Holes drilled in the layout baseboard along the edge of the model pond
 
 
Waste removed between the holes to create a slot for a pad saw blade
 
Holes were drilled around the shape marked earlier.  A chisel was used to cut the waste away between the holes to allow a pad saw blade to be inserted.
 
 
The pad saw used to cut around the outline of the model pond
 
 
Pad saw inserted into a slot in the baseboard when cutting out the pond
 
 
Hole cut in the layout baseboard ready to make a model pond
 
A padsaw is a very handy item to have in a toolbox for woodworking tasks.  The saw is easy to use and a very cheap alternative to a bulky electric jigsaw.  The padsaw was placed into the slots created earlier and used to cut away the wood so that the piece of glass could be placed below the level of the surrounding scenery.

Water features such as ponds and lakes tend to sit at the lowest level within the landscape which is why I wanted to enable the piece of glass to sit slightly below the rest of the railway layout scenery.
 
 
Plywood sheet fixed over the bottom of the model pond
 
A piece of plywood was cut and fixed to the bottom of the baseboard.
 
 
Glass to make the reflective surface of the pond sat on sheets of polystyrene
 
Sheets of polystyrene cut from pizza bases were then used to raise the piece of glass to the correct height.
 
 
Close up of the sloping landscape around the edge of the model pond
 
 
Model railway scenery shaped around the miniature water feature
 
I marked the level of the upper surface of the glass around the periphery of the pond and used woodworking tools to slope the land down to the waters’ edge.
 
 
N gauge model locomotive used to study reflections in the pond
 
An N gauge locomotive was placed onto the branch line to study the reflection captured in the model pond.  If necessary, I could have lowered the glass at this stage by removing a layer of polystyrene.  I was happy with the reflections I observed and therefore chose to leave the glass at the height shown in the photograph.
 
 
Glass painted green underneath and scenery filled in around the edge of the pond
 
The underside of the piece of glass was painted dark green to create the appearance of deep water.

Filler was used to bed the glass into the surrounding landscape and allowed to dry.

I painted the filler with green emulsion paint.  When the paint had dried I applied green scenic scatter to match the surrounding model scenery.
 
 
Railway layout miniature hills and scenery reflected in the model pond
 
 
Finished model pond ready to add ground cover trees and bushes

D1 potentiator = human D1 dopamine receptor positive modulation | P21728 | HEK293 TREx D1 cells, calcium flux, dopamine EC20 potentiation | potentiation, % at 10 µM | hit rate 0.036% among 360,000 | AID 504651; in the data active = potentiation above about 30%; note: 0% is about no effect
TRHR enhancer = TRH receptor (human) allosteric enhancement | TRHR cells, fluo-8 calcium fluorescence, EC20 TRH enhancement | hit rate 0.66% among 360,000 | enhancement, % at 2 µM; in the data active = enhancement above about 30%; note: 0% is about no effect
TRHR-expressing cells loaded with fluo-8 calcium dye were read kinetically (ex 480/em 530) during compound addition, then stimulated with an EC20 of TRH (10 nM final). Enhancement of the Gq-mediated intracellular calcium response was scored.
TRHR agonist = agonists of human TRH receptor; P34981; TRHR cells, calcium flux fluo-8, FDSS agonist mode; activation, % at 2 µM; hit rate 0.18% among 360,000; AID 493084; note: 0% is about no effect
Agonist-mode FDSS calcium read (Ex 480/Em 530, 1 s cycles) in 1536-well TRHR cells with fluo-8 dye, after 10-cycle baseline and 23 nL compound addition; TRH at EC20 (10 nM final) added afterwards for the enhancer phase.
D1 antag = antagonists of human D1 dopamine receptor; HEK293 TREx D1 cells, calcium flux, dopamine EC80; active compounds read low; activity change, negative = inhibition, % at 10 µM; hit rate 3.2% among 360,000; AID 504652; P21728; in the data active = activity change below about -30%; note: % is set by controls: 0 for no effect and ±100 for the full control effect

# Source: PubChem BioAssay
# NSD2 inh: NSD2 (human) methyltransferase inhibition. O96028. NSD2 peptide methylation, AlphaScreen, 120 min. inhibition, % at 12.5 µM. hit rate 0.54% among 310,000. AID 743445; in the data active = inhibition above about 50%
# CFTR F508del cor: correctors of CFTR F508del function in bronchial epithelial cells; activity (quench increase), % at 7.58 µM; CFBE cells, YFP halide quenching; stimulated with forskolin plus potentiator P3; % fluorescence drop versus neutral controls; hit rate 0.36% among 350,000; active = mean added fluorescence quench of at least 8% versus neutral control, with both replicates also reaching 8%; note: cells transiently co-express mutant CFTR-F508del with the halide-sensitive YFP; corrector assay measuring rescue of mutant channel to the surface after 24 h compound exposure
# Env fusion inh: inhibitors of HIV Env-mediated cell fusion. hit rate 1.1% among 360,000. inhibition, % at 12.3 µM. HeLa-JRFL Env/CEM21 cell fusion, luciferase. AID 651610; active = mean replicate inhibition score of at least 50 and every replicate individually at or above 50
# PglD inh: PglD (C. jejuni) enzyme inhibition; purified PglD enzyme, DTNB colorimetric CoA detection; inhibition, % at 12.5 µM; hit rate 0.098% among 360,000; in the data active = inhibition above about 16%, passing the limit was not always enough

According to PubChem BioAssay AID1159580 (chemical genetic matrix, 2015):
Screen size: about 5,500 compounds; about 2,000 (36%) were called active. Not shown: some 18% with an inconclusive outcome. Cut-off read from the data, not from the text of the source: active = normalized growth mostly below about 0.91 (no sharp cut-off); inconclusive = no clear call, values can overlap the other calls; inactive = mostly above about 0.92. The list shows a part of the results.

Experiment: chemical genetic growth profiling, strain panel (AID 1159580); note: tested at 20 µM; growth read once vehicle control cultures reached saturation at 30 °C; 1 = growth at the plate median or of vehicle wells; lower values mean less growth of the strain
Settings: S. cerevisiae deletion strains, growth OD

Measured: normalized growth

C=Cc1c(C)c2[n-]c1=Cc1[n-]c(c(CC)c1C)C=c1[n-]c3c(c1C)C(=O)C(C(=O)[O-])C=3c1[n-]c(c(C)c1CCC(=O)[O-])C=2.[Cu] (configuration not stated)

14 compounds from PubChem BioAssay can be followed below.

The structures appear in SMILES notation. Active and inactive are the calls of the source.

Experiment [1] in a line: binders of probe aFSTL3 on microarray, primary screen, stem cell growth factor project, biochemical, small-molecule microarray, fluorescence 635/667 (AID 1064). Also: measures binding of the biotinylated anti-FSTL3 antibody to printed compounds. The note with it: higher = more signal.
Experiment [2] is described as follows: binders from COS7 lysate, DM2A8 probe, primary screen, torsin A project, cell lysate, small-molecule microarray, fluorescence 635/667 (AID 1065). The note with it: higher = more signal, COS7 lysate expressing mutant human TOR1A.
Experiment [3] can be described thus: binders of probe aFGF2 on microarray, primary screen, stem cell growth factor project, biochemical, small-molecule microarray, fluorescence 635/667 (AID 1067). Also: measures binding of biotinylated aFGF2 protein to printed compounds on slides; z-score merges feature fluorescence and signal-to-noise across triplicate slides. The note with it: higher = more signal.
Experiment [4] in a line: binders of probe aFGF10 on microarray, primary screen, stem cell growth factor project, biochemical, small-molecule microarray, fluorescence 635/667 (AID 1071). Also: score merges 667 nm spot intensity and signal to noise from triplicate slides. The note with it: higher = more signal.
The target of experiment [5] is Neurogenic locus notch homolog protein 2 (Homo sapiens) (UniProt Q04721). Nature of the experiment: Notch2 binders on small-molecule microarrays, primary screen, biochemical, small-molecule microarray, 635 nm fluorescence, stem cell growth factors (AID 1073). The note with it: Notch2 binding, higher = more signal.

When viewed from the front the miniature water feature should capture the reflection of trains trundling over the level crossing.  If viewed from other sides of the layout the model pond should capture the reflection of the surrounding landscape which will look much better when trees, bushes and ground cover are added.

Rounford Halt is one of my N gauge scenic model railway layouts. To see more model railway layout baseboards I have designed and built visit my website www.brianford.co.uk.

Wednesday, 11 February 2015

Cramford Trains 51

N gauge class 35 Hymek D7042 shunting mineral wagons in Cramford quarry sidings
 
Class 35 Hymek D7042 busy shunting a variety of steel mineral wagons in Cramford quarry sidings.

Cramford is one of my N gauge scenic model railway layouts.  To see more model railway layout baseboards I have designed and built visit my website www.brianford.co.uk.

The N gauge class 35 model locomotive photographed is product number ND084M from the range by Dapol Ltd.

Wednesday, 4 February 2015

Rounford Halt N Gauge Scenic Micro Layout with Continuous Run Part 10 Road Constructed

Aerial view of Rounford Halt N gauge micro layout with road added
 
After building the curved N gauge level crossing, detailed in my blog post dated 21 January 2015, I created a road running from the edge of the micro layout to the rear of the station platform.
 
 
Curved road added from the rear of the layout to the station platform
 
Many country roads meander through the countryside in an erratic manner.  To create a realistic appearance I designed a curved road with only one straight length over the level crossing.
 
 
Road modelled at slightly different levels alongside the elevated scenery
 
 
Model road meandering towards Rounford Halt station platform
 
Country roads also tend to have lots of subtle gradients following the rise and fall of the landscape.  Though there is only a short length of road on this model railway layout I made an effort to construct it at slightly different levels where possible.  The rise and fall of the road is evident when it is viewed close to ground level.

The road was textured with fine sand before being painted with grey acrylic paint.  Strictly speaking the scale of the texture is a little too rough but I really dislike the appearance of very smooth roads with just a painted surface.
 
 
Road and hardstanding behind the N gauge curved station platform
 
I created a wide area of hardstanding directly behind Rounford station platform where buses or other road vehicles can turn around and wait for passengers or goods.
 
 
Imitation sandstone rock formations built into the model railway scenery
 
Whilst building the road I also made some additional model scenery on the right of the station platform.  I added some rock formations which were textured, painted and weathered to match the imitation sandstone built into the elevated scenery detailed in my blog post dated 24 December 2014.
 
 
Rear corner of the railway layout with model scenery added around the level crossing